Voices: Montague

Use your own head

Executive Editor Jim Montague implores us to think and act like a reporter, don’t trust opinions (including mine and yours), remember to take all stories with a grain of salt, and of course, don't despair.

Jim Montague, Executive EditorBy Jim Montague, Executive Editor

I REALLY hate columnists. Puffed up with the gas of fermenting expertise, most swell like bagpipes, Whoopee cushions or large intestines, and can spout sage wisdom and sublime thoughts on many topics. However, to me, it usually looks like just another lazy attempt to phone in another column, and get paid for little or no work. Talk is cheap, and generalized opinions and unspecific advice are the cheapest of all.

Do I sound jealous? Well, sure. That’s because I’m not an expert. I have no reservoir of knowledge to drawn on. As a reporter and editor, I’ve always had to go out and find the sources and experts for virtually every story I ever wrote and many of those I edited. But I can’t do it any other way because I don’t know enough on my own. So, I’m naturally a little envious of those who can talk extemporaneously, and write without reporting. Still, I think I’ve had to listen and learn more about what’s actually happening. I’m just a conduit for people on the plant-floors or whatever community I’m covering, whether defined by technology, profession, or geography.

So what can I tell you? Have I stored up any overall knowledge or gathered any common threads after 8½ years of covering industrial control and automation? Certainly, just give me a second to inflate, I mean, inhale.

First, try to think and act like a reporter. Treat areas of your professional and personal life as reporting exercises. Go out, interview folks at the scene, try to be friendly and helpful, answer the reporter’s classic questions (who? what? why? when? where? and how?), and write it up with concrete nouns and active verbs in a few clear, prioritized paragraphs.

The payoff for asking enough questions is (ta da!) answers, which are often surprising, entertaining, highly counterintuitive and enlightening. For example, when seeking cable and connector trends for this issue’s feature, I was reminded that going wireless actually requires more cables and connectors both on the sensor/transmitter side and at the receiver/data processing end. Similarly, this issue’s cover story ["Traing, Tips and Techniques"] shows that inadequate training can actually make Ethernet more costly than other networking systems.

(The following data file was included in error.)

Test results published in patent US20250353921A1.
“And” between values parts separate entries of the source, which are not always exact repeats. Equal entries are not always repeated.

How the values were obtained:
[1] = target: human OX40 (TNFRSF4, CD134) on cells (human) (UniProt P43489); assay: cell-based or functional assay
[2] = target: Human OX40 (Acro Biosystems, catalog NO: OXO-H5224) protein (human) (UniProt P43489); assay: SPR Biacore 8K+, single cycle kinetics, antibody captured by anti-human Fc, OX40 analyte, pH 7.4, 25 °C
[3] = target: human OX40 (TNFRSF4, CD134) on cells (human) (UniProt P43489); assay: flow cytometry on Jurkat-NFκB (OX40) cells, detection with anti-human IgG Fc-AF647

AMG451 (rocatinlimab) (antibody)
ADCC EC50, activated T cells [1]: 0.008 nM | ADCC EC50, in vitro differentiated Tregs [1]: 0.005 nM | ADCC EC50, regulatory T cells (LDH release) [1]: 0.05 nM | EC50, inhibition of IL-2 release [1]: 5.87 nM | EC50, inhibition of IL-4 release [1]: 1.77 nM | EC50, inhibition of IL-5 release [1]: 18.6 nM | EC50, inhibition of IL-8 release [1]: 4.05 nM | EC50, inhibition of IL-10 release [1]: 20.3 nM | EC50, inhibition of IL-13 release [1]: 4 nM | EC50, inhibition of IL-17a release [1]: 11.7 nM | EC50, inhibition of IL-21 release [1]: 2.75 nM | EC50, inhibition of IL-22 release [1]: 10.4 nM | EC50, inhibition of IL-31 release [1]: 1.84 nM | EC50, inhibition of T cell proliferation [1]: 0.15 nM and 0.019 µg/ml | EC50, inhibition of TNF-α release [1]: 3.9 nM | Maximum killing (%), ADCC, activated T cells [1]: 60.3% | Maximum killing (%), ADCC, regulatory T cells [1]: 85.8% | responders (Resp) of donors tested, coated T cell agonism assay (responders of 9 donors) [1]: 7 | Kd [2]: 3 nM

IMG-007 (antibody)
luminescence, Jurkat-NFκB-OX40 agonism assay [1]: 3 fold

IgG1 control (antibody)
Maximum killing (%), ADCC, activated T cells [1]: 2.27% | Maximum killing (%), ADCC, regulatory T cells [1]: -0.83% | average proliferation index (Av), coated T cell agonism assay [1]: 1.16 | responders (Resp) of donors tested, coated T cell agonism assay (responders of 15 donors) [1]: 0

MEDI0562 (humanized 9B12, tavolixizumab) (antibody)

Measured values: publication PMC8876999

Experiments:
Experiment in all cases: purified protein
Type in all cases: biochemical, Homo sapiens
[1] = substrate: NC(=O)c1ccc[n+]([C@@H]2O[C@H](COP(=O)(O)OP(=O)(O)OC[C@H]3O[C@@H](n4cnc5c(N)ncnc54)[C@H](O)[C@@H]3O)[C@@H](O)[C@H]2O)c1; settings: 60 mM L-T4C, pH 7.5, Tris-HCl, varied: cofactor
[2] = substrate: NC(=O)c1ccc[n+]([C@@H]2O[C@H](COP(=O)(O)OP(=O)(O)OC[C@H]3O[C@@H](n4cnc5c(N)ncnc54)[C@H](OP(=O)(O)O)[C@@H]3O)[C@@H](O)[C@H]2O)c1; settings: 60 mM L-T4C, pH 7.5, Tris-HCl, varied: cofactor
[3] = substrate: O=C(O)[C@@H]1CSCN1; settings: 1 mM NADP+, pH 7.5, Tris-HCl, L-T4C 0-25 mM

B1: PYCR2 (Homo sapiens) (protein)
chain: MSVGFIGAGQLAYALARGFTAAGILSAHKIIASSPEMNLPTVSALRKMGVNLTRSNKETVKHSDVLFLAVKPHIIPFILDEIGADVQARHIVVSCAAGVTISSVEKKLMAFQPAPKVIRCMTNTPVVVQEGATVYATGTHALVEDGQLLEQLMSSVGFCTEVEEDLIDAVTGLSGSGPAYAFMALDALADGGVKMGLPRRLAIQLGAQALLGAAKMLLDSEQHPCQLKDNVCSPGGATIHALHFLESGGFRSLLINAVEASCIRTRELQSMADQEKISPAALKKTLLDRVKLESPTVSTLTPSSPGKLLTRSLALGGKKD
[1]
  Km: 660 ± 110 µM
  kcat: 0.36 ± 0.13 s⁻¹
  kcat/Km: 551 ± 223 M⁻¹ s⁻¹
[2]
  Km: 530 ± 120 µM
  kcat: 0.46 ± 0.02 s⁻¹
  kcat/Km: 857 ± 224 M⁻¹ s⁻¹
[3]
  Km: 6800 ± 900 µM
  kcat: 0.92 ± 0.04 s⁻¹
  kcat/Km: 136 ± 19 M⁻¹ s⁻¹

Second, don’t trust opinions (including mine and yours) of anyone who apparently hasn’t gotten up, gone out, and found out what’s going on for himself. Even reporters usually wait around to be told what the story is. See the police reporters in the classic movie, His Girl Friday, with Cary Grant and Greer Garson, who do nothing but play cards until their phones ring. Today’s less-amusing examples include the endless parades of celebrity drivel, tear-jerking shock trials, revolving/conflicting health breakthroughs, “How Clean Are Those Hotel Sheets?” and most wars, which serve to distract U.S. citizens and taxpayers from the fact that many of their pension funds and health care insurance are poised to vanish faster than you can say Savings and Loan debacle and Resolution Trust Corp. Remember?        

Third, take all published stories with a large grain of salt. Even the best, most conscientious efforts are snapshots that are constrained by time and context. Just because it’s in print doesn’t mean it’s written in stone. I’ve always thought many readers might trust the media more and resent it less, if they participated more in governing their communities, and didn’t rely solely on media accounts that consequently made them feel somewhat captive. I’ve also found that people don’t mind paying taxes as much when they attend the budget/spending meetings of the taxing bodes that affect them. There are always plenty of seats, and most boards are starved for public input because they’re unsure about many decisions, and feel guilty if they just try to look busy.          

Fourth, don’t despair because it’s also a self-focused opinion that’s probably wrong too. (Ha!) Every 10th or 12th person will have something useful or even priceless to say, which will more than make up for all uncommunicative, unimaginative ding-a-lings in between. In fact, many boneheads will almost involuntarily come up with some useful input if you ask them a bunch of questions, and then give them time to percolate. Editors are a fine example. Burp!